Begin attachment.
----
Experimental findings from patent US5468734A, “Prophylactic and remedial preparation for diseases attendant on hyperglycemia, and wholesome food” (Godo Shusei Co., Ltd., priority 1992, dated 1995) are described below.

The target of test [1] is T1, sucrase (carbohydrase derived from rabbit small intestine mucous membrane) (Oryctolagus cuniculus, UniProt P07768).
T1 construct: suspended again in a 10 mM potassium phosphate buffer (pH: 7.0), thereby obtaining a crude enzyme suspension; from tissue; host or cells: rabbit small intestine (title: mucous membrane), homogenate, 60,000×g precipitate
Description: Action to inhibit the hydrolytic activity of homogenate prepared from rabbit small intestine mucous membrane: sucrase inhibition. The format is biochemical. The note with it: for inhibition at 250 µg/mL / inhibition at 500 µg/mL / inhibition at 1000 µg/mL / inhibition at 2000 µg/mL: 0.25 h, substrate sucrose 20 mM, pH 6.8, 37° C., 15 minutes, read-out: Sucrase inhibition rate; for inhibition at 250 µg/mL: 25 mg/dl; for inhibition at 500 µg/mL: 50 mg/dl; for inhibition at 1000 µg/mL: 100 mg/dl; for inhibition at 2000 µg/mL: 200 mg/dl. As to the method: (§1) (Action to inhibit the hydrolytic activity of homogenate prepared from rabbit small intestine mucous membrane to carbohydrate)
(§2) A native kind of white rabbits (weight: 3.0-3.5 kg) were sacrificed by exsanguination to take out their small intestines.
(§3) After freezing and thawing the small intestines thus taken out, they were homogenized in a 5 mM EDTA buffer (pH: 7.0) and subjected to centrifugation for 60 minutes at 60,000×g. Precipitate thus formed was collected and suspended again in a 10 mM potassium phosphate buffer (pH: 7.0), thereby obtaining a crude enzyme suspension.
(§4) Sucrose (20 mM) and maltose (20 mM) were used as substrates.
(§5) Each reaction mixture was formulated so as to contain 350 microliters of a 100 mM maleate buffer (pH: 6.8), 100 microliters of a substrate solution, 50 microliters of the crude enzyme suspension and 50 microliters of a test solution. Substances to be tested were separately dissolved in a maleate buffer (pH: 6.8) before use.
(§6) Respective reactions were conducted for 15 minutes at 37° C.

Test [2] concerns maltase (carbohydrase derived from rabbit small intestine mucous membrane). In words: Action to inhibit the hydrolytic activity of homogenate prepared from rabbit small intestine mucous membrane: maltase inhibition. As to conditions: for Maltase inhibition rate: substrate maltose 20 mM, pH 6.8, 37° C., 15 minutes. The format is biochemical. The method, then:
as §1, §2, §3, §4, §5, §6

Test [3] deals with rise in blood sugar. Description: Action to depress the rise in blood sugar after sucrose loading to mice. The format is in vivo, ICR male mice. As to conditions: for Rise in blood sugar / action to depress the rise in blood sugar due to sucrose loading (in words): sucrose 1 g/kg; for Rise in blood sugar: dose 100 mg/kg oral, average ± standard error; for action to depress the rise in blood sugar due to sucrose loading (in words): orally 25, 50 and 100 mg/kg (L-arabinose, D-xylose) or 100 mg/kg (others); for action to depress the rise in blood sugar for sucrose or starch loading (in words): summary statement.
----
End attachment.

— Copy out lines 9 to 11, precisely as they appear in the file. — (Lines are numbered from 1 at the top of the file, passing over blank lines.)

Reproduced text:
(§6) Respective reactions were conducted for 15 minutes at 37° C.

Test [2] concerns maltase (carbohydrase derived from rabbit small intestine mucous membrane). In words: Action to inhibit the hydrolytic activity of homogenate prepared from rabbit small intestine mucous membrane: maltase inhibition. As to conditions: for Maltase inhibition rate: substrate maltose 20 mM, pH 6.8, 37° C., 15 minutes. The format is biochemical. The method, then:
as §1, §2, §3, §4, §5, §6